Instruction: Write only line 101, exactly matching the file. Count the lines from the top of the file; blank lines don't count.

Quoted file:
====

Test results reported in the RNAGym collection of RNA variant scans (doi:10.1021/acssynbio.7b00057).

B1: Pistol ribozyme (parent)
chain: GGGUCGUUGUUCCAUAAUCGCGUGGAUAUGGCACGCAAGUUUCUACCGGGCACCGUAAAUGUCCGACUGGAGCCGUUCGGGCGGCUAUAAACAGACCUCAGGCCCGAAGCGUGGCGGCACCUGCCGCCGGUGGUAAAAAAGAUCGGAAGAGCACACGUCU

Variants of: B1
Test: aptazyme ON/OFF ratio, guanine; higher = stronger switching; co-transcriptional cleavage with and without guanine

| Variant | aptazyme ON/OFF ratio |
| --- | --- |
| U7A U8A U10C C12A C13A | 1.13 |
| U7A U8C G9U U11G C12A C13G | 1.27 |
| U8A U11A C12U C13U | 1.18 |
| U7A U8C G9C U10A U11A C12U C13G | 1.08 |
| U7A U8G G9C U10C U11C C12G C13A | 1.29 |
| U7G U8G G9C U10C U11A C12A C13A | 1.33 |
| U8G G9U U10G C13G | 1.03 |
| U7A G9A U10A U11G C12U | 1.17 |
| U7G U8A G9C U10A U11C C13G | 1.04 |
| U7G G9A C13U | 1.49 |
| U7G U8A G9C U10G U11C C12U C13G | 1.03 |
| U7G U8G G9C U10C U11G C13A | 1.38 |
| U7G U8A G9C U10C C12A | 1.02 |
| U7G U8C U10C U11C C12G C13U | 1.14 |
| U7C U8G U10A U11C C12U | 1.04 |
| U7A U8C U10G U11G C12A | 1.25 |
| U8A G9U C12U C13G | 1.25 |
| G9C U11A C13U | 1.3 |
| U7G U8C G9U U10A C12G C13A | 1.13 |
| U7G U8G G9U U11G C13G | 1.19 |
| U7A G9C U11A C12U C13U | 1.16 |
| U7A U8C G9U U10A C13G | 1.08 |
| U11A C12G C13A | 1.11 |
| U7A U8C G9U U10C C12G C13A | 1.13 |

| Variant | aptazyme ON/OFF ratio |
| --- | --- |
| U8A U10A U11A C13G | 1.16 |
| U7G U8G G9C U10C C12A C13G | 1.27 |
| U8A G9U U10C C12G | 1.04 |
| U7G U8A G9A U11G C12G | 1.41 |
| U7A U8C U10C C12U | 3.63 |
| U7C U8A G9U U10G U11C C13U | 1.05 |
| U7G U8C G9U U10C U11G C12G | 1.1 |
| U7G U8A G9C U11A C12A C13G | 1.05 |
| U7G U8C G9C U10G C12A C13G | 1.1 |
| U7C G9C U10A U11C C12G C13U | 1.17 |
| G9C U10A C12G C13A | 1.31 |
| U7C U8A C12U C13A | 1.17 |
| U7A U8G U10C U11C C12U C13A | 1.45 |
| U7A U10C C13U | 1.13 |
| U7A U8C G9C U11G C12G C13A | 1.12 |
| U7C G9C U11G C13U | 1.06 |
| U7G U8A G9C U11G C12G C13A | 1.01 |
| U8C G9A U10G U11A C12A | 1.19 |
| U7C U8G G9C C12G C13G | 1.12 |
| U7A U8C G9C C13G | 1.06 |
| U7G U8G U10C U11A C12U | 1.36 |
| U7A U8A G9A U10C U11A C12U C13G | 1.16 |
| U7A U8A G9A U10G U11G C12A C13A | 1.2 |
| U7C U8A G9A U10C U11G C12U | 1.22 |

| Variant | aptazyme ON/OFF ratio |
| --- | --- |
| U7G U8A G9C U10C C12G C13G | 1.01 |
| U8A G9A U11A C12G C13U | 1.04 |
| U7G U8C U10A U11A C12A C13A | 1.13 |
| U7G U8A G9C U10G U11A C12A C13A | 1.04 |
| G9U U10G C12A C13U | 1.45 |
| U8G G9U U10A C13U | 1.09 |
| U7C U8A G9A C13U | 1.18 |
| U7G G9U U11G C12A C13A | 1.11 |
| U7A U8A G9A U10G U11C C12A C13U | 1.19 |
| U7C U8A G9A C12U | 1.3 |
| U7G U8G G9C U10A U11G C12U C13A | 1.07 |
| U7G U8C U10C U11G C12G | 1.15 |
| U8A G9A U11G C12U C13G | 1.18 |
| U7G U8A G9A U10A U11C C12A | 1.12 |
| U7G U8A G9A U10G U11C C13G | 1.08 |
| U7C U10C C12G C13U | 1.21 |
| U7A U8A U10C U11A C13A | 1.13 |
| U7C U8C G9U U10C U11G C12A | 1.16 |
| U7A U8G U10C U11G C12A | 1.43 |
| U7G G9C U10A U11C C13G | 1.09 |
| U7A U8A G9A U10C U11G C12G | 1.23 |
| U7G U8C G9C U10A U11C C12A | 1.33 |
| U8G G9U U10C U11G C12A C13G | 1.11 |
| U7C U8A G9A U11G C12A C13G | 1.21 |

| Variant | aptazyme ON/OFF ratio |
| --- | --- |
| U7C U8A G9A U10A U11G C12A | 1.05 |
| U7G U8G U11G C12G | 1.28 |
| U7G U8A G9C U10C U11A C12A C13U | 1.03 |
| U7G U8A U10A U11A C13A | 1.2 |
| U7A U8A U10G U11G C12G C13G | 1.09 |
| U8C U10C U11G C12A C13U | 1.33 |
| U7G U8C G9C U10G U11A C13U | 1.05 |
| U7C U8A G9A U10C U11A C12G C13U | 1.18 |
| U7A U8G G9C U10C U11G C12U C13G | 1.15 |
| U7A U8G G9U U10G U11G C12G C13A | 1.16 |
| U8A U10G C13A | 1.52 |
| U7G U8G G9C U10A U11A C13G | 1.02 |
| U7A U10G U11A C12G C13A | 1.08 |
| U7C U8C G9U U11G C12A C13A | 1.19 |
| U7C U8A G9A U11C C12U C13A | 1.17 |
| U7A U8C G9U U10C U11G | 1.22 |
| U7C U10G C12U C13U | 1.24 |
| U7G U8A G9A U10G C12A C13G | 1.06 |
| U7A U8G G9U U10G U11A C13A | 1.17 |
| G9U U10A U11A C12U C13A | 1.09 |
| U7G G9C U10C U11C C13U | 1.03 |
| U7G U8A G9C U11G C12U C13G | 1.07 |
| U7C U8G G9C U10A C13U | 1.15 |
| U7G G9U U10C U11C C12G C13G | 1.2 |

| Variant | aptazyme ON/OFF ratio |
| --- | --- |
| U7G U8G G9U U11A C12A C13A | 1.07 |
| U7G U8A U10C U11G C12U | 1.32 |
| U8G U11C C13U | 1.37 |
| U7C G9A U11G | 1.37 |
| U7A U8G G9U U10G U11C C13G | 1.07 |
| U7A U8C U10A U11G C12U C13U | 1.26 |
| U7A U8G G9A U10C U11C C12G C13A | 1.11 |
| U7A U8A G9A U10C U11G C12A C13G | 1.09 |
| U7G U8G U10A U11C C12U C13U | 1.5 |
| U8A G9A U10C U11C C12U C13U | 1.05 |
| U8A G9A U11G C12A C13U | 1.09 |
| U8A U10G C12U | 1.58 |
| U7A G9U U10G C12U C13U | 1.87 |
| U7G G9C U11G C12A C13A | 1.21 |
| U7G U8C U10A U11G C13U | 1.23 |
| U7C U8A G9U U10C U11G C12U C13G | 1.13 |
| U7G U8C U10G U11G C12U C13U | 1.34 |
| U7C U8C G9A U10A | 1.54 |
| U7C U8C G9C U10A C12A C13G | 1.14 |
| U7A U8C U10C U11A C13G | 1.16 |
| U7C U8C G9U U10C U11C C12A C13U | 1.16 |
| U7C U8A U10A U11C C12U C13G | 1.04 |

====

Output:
| U7A U8C G9U U10C U11G | 1.22 |